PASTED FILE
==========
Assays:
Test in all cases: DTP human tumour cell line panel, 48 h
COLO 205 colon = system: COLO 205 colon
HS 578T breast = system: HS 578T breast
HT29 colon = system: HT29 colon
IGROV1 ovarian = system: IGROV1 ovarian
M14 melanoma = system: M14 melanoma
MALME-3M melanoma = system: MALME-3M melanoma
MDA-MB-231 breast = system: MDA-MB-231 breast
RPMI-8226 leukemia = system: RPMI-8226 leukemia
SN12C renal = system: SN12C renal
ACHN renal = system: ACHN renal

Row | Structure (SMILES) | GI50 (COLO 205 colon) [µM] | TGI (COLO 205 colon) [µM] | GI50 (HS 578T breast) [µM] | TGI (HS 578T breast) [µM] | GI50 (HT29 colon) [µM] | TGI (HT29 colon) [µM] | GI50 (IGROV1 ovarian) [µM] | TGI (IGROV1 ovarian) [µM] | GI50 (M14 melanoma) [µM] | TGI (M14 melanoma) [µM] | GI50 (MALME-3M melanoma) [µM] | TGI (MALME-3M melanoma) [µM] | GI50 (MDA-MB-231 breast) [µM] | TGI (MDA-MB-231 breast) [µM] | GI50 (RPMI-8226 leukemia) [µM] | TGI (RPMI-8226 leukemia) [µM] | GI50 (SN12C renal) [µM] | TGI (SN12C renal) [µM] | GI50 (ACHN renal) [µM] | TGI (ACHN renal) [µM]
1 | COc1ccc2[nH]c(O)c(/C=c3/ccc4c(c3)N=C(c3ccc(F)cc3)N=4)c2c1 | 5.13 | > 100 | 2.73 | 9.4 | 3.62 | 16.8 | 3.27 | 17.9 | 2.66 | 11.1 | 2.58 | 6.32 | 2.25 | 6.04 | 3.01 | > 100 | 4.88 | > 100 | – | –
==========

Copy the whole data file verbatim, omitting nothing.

Assays:
Test in all cases: DTP human tumour cell line panel, 48 h
COLO 205 colon = system: COLO 205 colon
HS 578T breast = system: HS 578T breast
HT29 colon = system: HT29 colon
IGROV1 ovarian = system: IGROV1 ovarian
M14 melanoma = system: M14 melanoma
MALME-3M melanoma = system: MALME-3M melanoma
MDA-MB-231 breast = system: MDA-MB-231 breast
RPMI-8226 leukemia = system: RPMI-8226 leukemia
SN12C renal = system: SN12C renal
ACHN renal = system: ACHN renal

Row | Structure (SMILES) | GI50 (COLO 205 colon) [µM] | TGI (COLO 205 colon) [µM] | GI50 (HS 578T breast) [µM] | TGI (HS 578T breast) [µM] | GI50 (HT29 colon) [µM] | TGI (HT29 colon) [µM] | GI50 (IGROV1 ovarian) [µM] | TGI (IGROV1 ovarian) [µM] | GI50 (M14 melanoma) [µM] | TGI (M14 melanoma) [µM] | GI50 (MALME-3M melanoma) [µM] | TGI (MALME-3M melanoma) [µM] | GI50 (MDA-MB-231 breast) [µM] | TGI (MDA-MB-231 breast) [µM] | GI50 (RPMI-8226 leukemia) [µM] | TGI (RPMI-8226 leukemia) [µM] | GI50 (SN12C renal) [µM] | TGI (SN12C renal) [µM] | GI50 (ACHN renal) [µM] | TGI (ACHN renal) [µM]
1 | COc1ccc2[nH]c(O)c(/C=c3/ccc4c(c3)N=C(c3ccc(F)cc3)N=4)c2c1 | 5.13 | > 100 | 2.73 | 9.4 | 3.62 | 16.8 | 3.27 | 17.9 | 2.66 | 11.1 | 2.58 | 6.32 | 2.25 | 6.04 | 3.01 | > 100 | 4.88 | > 100 | – | –